For newbie investors, a property can seem like a complex creature.  In reality, a property is a whole lot less complex than your car or body.

A piece of dirt with a physical structure on it is simply an assembled combination of easy to understand components.  The idea of property inspections is simply to discover the actual condition of each of these components.

So think about it from the ground up…

  • The dirt – title report, environmental report (usually commercial)
  • The infrastructure – sewer, septic
  • The structure – foundation, structure (termite), electrical, appliances, HVAC, plumbing, roof
  • Structural toxins – lead (paint), asbestos (ceiling, insulation), mold

Remember…Knowledge is Power

An accurate assessment of the property’s condition is essential to putting together a budget for Cap Ex (capital expenditures, i.e., initial fix up) and operating budget (reserves, contingency).

But in cases where defects aren’t known or properly disclosed by the seller and therefore not built into the pricing, your property inspections provide some leverage in renegotiating the deal.

The idea is that the price offered was offered based on what was known about the property.  When something major comes up, it’s reasonable to ask for adjustments.  It doesn’t mean you’ll get them, but you definitely won’t if you don’t ask.

With that said…

Don’t Major in the Minors

No one buying a “used” property should expect it to be perfect.  There will be a certain amount of wear and tear…aka deferred maintenance.

So when you craft your offer, you should already have that built into your price.

And if you find something in your inspections which you didn’t expect, you need to decide if it’s worth potentially blowing the deal up over.  That is, you should ask yourself, “If the seller refuses to fix this, then am I willing to walk away?”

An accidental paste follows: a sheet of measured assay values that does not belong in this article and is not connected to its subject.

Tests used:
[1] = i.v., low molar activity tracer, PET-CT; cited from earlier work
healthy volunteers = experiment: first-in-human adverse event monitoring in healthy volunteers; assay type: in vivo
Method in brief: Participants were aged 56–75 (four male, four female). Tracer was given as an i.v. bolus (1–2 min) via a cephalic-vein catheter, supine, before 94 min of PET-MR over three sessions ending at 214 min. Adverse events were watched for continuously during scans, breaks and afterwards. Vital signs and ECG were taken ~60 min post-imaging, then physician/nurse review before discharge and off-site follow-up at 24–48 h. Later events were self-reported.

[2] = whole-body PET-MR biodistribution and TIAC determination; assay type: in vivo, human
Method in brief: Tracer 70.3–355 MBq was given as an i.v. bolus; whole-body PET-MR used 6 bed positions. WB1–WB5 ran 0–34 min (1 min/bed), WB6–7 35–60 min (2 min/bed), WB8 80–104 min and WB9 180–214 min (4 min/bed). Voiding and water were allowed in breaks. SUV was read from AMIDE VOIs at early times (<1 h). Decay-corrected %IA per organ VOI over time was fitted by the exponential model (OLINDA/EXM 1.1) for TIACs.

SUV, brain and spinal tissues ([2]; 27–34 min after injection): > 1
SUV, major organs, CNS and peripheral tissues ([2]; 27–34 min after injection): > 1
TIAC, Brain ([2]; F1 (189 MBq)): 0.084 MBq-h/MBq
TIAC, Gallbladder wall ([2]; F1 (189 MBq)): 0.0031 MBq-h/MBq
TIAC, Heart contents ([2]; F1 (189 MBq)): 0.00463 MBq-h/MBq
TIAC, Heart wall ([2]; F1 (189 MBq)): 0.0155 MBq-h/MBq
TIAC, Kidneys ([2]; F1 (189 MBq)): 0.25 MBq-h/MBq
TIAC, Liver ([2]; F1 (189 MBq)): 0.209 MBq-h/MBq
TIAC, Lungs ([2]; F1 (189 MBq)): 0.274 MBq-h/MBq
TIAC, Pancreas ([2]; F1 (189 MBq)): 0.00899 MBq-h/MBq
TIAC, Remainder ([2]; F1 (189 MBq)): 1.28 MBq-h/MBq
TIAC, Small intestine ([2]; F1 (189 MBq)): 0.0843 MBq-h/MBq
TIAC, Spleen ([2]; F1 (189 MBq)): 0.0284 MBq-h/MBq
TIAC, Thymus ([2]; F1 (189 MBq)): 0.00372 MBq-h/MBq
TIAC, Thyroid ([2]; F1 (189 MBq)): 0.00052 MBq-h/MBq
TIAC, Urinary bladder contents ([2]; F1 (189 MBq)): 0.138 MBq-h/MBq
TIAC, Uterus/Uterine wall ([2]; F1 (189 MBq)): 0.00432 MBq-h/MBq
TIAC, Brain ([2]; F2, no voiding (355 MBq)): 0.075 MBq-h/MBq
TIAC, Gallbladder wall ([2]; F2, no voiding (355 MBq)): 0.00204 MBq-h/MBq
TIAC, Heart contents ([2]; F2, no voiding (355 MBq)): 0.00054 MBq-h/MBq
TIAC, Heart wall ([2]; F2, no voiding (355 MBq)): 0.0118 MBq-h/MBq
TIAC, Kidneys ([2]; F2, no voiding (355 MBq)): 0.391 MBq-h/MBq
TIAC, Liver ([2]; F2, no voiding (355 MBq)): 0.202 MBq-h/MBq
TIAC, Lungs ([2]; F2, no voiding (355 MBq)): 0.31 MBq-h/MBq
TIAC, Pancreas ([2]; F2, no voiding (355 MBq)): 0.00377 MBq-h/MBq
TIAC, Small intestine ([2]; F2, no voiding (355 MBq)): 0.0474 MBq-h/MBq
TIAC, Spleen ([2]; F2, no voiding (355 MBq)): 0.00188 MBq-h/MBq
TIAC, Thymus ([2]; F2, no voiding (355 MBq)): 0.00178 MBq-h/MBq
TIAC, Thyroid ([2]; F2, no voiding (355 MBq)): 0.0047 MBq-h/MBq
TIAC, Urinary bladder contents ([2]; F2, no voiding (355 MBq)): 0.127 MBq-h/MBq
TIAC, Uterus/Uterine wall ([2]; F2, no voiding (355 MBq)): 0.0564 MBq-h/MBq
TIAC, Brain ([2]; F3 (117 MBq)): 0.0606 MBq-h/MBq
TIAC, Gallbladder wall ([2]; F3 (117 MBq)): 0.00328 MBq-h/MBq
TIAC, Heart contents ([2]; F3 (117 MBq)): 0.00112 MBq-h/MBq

If not, then think twice about asking for a concession.  ESPECIALLY if the market is red-hot and the seller’s holding back up offers.

Avoid Seller Surprises

Ordering property inspections before you sell can prevent unexpected and unwanted surprises laterUp to now, we’ve focused on this whole issue from the BUYER’s perspective.  But what about the SELLER?

We think it’s smart for a seller to order up most of the major inspections BEFORE putting the property on the market.  This way, you know what the buyer is likely to find.  And you can price your property accordingly or budget for concessions you’ll need to make in a re-trade (re-negotiation).

Sure, this adds some extra expense.  And the buyer’s probably going to want to order their own inspections anyway.  So why bother?

First, as noted, this allows you to price your offer and/or adjust your own expectations for net cash.  No point making big plans for an amount of net proceeds you’re not going to get.

Also, if the buyer’s inspections show more problems than your inspections, you’ll already have a second opinion.

Plus, having the inspections sets a professional and honest tone for the transaction.  It builds trust versus suspicion.  This good will is very handy for any back and forth that might occur during the transaction.

Do Ask, Do Tell

Keep in mind that once you know about something “material”, as a seller in virtually all jurisdictions (in the U.S.), you’re required to disclose.  Omitting a material fact is akin to misrepresentation.

Now if you’re a sneaky character, you may think it better NOT to know, so you’re under no obligation to disclose.  After all, you can only disclose things you know…or where the law deems that you have SHOULD know.

BUT…if the buyer is going to order inspections and find things out, they’ll probably tell you when they start bargaining.  So you’re probably going to find out anyway.  And then if the first offer falls apart, you’ll have to disclose to every subsequent buyer anyway.

So we think it just makes sense to find out early, correct what makes sense BEFORE you market the property, price your property appropriately for its true condition, then disclose everything.

Ghosts of Transactions Past

Proper real estate disclosures help prevent old transactions from haunting your futureEven if you “get away” with selling a property with a major undisclosed problem, a duped and angry buyer may decide you cheated him…and come back to unwind the transaction or sue for damages.  Who needs that?

Worse, if you’re active in the market, you don’t want to be known as “that” guy…the one who tries to cheat buyers.